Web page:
A number of new studies underline gender stereotypes in media in which photographs of men tend to be focused on their faces while those showing females were focused on their bodies.
A recent study from Psychology of Women Quarterly, a SAGE journal, has found that this type of "face-ism" is even more extreme in cultures with less educational, professional, and political gender discrimination.
"Being in a relatively egalitarian cultural context does not shield politicians from this face-ism bias; in fact, it exacerbates it," wrote study authors Sara Konrath and Josephine Au.
The researchers examined the differences in face-ism by measuring the facial prominence of over 6, 500 male and female political figures in photographs from more than 25 different cultures.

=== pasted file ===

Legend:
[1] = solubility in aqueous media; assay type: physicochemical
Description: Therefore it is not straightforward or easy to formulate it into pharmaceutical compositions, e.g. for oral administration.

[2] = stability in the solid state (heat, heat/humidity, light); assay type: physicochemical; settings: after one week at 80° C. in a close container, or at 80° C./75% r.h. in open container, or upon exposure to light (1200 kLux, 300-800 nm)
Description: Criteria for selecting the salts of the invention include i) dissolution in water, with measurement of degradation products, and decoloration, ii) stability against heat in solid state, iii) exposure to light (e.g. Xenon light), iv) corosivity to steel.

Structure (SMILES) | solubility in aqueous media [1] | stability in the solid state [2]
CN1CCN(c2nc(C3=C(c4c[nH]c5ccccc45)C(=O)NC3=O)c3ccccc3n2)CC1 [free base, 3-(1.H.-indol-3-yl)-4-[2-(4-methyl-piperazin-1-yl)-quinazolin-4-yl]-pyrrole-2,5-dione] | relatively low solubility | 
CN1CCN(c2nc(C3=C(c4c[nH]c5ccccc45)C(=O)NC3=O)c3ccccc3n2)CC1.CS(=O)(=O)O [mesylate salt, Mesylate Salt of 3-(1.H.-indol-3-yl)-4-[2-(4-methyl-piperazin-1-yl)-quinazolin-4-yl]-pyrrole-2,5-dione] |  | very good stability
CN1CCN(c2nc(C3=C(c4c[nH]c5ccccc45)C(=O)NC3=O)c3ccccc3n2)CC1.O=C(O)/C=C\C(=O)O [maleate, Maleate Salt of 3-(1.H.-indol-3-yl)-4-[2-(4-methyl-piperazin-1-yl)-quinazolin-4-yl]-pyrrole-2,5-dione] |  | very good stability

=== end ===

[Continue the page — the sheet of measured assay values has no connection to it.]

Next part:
Facial prominence was determined by measuring the length of the head in a photograph (from the chin to the top of the head) and comparing it to the length of the body shown in the photograph.
The researchers then analysed these face/body ratios by culture and found that women's bodies were more prominent in photographs from cultures in which women have more educational, professional, and political opportunities.
"Understanding this double-bind is fundamental to understanding how societal pressures might shape the visual depictions of male and female leaders online, whether political or otherwise," the authors wrote.
The authors claimed that stereotypes associated with each gender are more divergent in richer and more institutionally gender-equal cultures overall, and that these photographs are simply a visual representation of a deeply-ingrained, cultural concept.
"The face-ism bias is likely due to unconscious influences, so simply making politicians and their support staff aware of this bias and its negative implications for female politicians could reduce this bias," they added.